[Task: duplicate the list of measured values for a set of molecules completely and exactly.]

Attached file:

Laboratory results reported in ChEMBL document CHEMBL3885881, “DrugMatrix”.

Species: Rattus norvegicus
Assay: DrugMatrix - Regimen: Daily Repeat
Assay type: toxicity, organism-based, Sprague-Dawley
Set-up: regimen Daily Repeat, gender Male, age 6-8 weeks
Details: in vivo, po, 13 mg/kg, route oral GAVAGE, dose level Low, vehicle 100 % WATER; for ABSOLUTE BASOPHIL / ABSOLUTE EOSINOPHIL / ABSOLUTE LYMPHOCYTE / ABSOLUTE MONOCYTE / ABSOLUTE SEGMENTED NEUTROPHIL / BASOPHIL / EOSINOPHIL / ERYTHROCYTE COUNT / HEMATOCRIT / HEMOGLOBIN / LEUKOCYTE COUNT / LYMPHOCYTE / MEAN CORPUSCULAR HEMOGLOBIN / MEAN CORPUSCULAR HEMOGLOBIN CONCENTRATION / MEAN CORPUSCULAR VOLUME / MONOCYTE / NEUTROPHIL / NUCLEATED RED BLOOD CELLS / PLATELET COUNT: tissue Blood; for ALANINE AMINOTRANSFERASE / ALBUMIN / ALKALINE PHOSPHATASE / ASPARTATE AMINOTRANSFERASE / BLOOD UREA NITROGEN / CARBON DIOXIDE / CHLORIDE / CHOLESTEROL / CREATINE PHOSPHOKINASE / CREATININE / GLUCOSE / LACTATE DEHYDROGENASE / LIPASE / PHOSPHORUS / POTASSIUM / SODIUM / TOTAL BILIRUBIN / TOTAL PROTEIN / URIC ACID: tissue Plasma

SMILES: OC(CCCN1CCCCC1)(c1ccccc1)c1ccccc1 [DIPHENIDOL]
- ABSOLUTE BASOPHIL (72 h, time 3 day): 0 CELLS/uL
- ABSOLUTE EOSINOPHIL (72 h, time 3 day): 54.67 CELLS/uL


Laboratory results reported in ChEMBL document CHEMBL3885881, “DrugMatrix”.

Species: Rattus norvegicus
Assay: DrugMatrix - Regimen: Daily Repeat
Assay type: toxicity, organism-based, Sprague-Dawley
Set-up: regimen Daily Repeat, gender Male, age 6-8 weeks
Details: in vivo, po, 13 mg/kg, route oral GAVAGE, dose level Low, vehicle 100 % WATER; for ABSOLUTE BASOPHIL / ABSOLUTE EOSINOPHIL / ABSOLUTE LYMPHOCYTE / ABSOLUTE MONOCYTE / ABSOLUTE SEGMENTED NEUTROPHIL / BASOPHIL / EOSINOPHIL / ERYTHROCYTE COUNT / HEMATOCRIT / HEMOGLOBIN / LEUKOCYTE COUNT / LYMPHOCYTE / MEAN CORPUSCULAR HEMOGLOBIN / MEAN CORPUSCULAR HEMOGLOBIN CONCENTRATION / MEAN CORPUSCULAR VOLUME / MONOCYTE / NEUTROPHIL / NUCLEATED RED BLOOD CELLS / PLATELET COUNT: tissue Blood; for ALANINE AMINOTRANSFERASE / ALBUMIN / ALKALINE PHOSPHATASE / ASPARTATE AMINOTRANSFERASE / BLOOD UREA NITROGEN / CARBON DIOXIDE / CHLORIDE / CHOLESTEROL / CREATINE PHOSPHOKINASE / CREATININE / GLUCOSE / LACTATE DEHYDROGENASE / LIPASE / PHOSPHORUS / POTASSIUM / SODIUM / TOTAL BILIRUBIN / TOTAL PROTEIN / URIC ACID: tissue Plasma

SMILES: OC(CCCN1CCCCC1)(c1ccccc1)c1ccccc1 [DIPHENIDOL]
- ABSOLUTE BASOPHIL (72 h, time 3 day): 0 CELLS/uL
- ABSOLUTE EOSINOPHIL (72 h, time 3 day): 54.67 CELLS/uL